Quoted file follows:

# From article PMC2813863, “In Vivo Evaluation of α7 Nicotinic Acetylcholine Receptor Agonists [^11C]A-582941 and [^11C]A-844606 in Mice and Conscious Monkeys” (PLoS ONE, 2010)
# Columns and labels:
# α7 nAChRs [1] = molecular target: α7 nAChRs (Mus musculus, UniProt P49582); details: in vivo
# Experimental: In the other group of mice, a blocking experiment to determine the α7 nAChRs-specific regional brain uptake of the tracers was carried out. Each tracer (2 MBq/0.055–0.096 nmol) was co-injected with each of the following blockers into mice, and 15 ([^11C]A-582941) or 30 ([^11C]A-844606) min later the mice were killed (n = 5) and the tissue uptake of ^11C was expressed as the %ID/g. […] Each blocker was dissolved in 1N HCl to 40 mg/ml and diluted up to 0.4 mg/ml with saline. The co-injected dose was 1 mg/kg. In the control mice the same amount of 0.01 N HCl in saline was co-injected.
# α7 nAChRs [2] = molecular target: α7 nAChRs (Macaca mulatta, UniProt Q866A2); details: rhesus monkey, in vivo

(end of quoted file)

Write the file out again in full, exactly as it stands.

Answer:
# From article PMC2813863, “In Vivo Evaluation of α7 Nicotinic Acetylcholine Receptor Agonists [^11C]A-582941 and [^11C]A-844606 in Mice and Conscious Monkeys” (PLoS ONE, 2010)
# Columns and labels:
# α7 nAChRs [1] = molecular target: α7 nAChRs (Mus musculus, UniProt P49582); details: in vivo
# Experimental: In the other group of mice, a blocking experiment to determine the α7 nAChRs-specific regional brain uptake of the tracers was carried out. Each tracer (2 MBq/0.055–0.096 nmol) was co-injected with each of the following blockers into mice, and 15 ([^11C]A-582941) or 30 ([^11C]A-844606) min later the mice were killed (n = 5) and the tissue uptake of ^11C was expressed as the %ID/g. […] Each blocker was dissolved in 1N HCl to 40 mg/ml and diluted up to 0.4 mg/ml with saline. The co-injected dose was 1 mg/kg. In the control mice the same amount of 0.01 N HCl in saline was co-injected.
# α7 nAChRs [2] = molecular target: α7 nAChRs (Macaca mulatta, UniProt Q866A2); details: rhesus monkey, in vivo